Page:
SCOTTSDALE, Ariz. (AP) — Pepperdine supposedly missed its national championship window a year ago.
The Waves were the nation’s No. 1 team, but didn’t get to play for a title due to the pandemic and lost three-time All-American Sahith Theegala.
The chip on their shoulder carried them a long way — straight to their first national championship in 24 years.
Pepperdine capped an impressive run at Grayhawk Golf Club with a series of clutch shots down the stretch Wednesday, clinching a 3-2 win over Oklahoma on Clay Feagler’s two-putt from 35 feet on the Raptor Course’s difficult 18th hole.
“Everyone said our year was last year,” Feagler said. “Coach (Michael Beard) said at the beginning of the year, ‘a lot people don’t think you can do it this year.’ That gave us a little bit of a chip on our shoulder and motivation. Look as now, national champions. It’s kind of crazy.”.
Pepperdine took an early lead on a sizzling day in the desert, allowed Oklahoma to rally, then closed with a flourish for its second national championship.
Oklahoma’s Jonathan Brightwell won the opening match 1 up over Dylan Menante, but Pepperdine won the next two, setting up Feagler to close out the championship and his senior season.
Leading 1 up, Feagler had to back off when someone popped open a drink before his approach shot on 18, but gathered himself and hit a 7-iron from 195 yards to the front of the green. He cozied the putt close enough that Oklahoma freshman Ben Lorenz conceded the match — and the title.
“To have a 35-footer and to two-putt that is nuts,” Feagler said. “I don’t really know how to feel right now.”
As the Waves raced onto the green to celebrate with Feagler, Joey Vrzich sprinted up the No. 18 fairway carrying his bag to join them. Logan McAllister, who had his second ace in three days to take an early lead, won the final match 1 up over Vrzich, but it didn’t matter.
Pepperdine had its first national title since 1997.
“That was there all the time,” Beard said. “It felt like we just didn’t get to see it through last year and these guys came back better.”
The Waves needed a huge rally on the final day of qualifying to go from outside the cut line to the No. 3 seed in match play. The Waves rolled into the title match, beating Florida State in the quarterfinals and powerhouse Oklahoma State in the semifinals.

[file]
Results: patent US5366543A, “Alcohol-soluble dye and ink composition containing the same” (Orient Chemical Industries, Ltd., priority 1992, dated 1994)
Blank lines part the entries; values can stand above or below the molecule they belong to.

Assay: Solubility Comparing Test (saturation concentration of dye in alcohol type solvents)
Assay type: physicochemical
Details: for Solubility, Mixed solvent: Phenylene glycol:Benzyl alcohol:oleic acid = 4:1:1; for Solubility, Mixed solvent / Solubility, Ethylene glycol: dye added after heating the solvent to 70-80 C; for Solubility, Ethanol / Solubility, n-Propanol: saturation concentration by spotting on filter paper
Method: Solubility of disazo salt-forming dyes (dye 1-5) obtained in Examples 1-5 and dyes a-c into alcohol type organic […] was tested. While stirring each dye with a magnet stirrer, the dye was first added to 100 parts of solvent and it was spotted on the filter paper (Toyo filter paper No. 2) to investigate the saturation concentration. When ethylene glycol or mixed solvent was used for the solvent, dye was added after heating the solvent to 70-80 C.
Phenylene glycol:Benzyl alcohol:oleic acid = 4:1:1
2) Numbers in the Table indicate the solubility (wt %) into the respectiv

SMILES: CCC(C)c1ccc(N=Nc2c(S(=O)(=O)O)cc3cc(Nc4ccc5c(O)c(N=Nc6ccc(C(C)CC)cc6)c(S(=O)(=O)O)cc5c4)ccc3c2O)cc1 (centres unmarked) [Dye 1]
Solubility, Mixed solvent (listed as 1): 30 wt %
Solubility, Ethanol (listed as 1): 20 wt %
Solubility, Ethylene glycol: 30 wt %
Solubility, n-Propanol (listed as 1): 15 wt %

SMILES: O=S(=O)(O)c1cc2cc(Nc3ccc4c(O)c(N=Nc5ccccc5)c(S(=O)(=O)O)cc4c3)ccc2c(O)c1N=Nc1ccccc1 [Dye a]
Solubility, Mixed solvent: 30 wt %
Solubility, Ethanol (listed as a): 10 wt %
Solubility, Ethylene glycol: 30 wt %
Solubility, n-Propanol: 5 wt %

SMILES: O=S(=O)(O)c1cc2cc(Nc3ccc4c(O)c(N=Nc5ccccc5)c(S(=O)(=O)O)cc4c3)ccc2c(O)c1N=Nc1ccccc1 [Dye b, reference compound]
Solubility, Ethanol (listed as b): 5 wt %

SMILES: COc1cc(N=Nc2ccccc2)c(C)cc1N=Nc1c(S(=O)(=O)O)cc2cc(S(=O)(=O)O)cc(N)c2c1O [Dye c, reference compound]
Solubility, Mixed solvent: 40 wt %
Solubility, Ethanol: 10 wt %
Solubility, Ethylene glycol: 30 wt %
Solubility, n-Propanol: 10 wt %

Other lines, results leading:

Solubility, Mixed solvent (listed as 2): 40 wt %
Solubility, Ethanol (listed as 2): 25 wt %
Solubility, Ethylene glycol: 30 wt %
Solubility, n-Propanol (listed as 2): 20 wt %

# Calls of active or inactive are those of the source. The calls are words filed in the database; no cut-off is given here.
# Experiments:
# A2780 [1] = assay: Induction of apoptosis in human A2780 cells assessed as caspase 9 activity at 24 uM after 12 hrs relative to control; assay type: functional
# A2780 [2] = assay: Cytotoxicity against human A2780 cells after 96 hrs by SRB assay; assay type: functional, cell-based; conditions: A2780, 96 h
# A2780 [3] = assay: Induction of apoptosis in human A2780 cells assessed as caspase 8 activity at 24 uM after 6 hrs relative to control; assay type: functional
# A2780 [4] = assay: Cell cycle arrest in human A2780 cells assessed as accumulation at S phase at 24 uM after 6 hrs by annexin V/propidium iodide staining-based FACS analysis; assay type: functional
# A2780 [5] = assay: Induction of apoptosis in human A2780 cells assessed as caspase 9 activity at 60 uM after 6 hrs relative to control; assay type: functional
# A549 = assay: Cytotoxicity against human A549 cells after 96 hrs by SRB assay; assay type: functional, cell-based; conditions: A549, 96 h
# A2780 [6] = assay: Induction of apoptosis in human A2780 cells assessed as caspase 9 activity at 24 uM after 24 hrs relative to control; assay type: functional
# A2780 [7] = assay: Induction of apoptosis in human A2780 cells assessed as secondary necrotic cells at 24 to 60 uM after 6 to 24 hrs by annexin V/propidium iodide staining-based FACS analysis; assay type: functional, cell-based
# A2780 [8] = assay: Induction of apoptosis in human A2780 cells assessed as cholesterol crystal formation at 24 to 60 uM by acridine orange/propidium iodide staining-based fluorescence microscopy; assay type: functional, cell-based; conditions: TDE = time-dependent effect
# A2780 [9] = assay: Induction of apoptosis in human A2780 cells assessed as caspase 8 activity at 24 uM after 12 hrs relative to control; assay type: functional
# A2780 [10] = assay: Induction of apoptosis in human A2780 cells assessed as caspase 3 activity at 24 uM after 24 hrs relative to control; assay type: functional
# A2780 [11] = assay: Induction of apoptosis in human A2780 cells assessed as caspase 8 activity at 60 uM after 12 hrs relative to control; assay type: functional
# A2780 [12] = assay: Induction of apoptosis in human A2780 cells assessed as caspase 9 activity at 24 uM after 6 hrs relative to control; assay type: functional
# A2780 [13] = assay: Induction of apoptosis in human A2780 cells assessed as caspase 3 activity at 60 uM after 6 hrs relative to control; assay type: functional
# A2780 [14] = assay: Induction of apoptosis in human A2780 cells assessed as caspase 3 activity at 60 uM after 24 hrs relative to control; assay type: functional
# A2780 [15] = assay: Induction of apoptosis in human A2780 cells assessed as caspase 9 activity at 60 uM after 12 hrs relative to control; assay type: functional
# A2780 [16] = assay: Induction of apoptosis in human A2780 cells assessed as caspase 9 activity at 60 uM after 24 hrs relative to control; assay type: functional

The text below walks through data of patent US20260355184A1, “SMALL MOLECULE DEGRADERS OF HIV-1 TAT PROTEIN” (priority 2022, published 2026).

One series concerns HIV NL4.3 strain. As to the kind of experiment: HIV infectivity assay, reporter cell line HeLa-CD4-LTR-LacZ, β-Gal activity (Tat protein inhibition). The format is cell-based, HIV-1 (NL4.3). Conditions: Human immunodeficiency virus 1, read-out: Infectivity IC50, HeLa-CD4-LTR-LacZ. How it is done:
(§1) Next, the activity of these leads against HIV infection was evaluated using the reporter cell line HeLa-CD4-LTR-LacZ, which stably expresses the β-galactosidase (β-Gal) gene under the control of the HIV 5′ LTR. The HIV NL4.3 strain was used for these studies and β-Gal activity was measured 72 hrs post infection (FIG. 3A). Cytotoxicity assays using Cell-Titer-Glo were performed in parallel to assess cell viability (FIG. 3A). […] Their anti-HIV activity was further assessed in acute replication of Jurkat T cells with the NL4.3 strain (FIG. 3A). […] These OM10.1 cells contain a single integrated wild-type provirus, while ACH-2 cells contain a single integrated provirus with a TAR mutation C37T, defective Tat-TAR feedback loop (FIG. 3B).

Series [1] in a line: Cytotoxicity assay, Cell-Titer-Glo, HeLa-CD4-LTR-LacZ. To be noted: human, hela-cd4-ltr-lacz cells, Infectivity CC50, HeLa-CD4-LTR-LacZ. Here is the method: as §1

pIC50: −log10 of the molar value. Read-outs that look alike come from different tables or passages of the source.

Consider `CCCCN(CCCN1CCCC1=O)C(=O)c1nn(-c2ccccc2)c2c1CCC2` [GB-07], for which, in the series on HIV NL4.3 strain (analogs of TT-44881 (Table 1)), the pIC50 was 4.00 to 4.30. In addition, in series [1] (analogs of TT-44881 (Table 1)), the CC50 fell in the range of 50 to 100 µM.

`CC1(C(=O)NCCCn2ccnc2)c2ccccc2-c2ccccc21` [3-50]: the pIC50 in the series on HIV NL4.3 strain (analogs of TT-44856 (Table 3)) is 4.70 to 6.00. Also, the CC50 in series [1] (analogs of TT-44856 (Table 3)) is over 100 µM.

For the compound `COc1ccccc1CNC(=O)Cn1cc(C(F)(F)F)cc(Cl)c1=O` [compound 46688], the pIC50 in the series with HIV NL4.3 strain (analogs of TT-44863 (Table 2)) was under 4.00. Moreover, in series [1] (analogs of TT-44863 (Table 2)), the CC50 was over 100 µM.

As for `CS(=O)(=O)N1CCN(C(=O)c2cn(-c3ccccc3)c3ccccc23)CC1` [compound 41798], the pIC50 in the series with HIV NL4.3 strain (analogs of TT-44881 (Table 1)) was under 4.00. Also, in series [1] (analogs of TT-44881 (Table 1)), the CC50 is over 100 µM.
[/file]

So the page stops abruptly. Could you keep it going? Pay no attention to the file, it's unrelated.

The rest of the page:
Oklahoma edged Illinois, then closed out Arizona State 3-2 in the semifinals
Brightwell earned the first point of the title match, using consecutive birdies on Nos. 15 and 16 to take a 1-up lead. He closed it out by getting up and down from short of No. 18.
One match for the Sooners, but the Waves were leading the other four.
Joe Highsmith started strong and never stopped rolling against Garett Reband.
The Pepperdine junior won three straight holes, the first two on bogeys by Reband — he hit near the 12th fairway on No. 11 — then a 10-foot birdie on the 12th to go 5 up.
Highsmith closed out the 4-and-3 win with a par on No. 15.
Pepperdine’s William Mouw wanted to face Quade Cummins, a member of OU’s 2017 national championship team, in the anchor match and made the most of it.
Mouw made a 4-foot birdie putt to go 2 up on the par-5 11th and stretched the lead with consecutive wins on Nos. 13-14. He clinched Pepperdine’s second point 4 and 3 when Brightwell just missed a birdie putt on No. 15.
“We definitely had some giveaways in early in some matches from what I was seeing and hearing,” Oklahoma coach Ryan Hybl said. “But our guys were always going to fight to the bitter end.”
Pepperdine led 2-1 after Mouw’s win and the last two matches were close.
McAllister seemed to take control of his match with the fifth hole-in-one of the tournament on No. 8 — he also aced the 205-yard fifth hole Monday — and stretched his lead to 3-up on a bogey by Vrzich on No. 9.
The Pepperdine senior still had some fight in him.
Vrzich won four straight holes, going 1 up with the only birdie of the day on the firm-greened, 230-yard 13th hole. McAllister tied it with a short birdie on No. 15 and two-putted for birdie to go 1 up on the drivable par-4 17th, but the match ended on the 18th tee when Feagler two-putted ahead of them.
“We are obviously disappointed we didn’t get the job done today,” Hybl said. “We knew if we didn’t play our best golf we were going to get beat. We fought so hard.”
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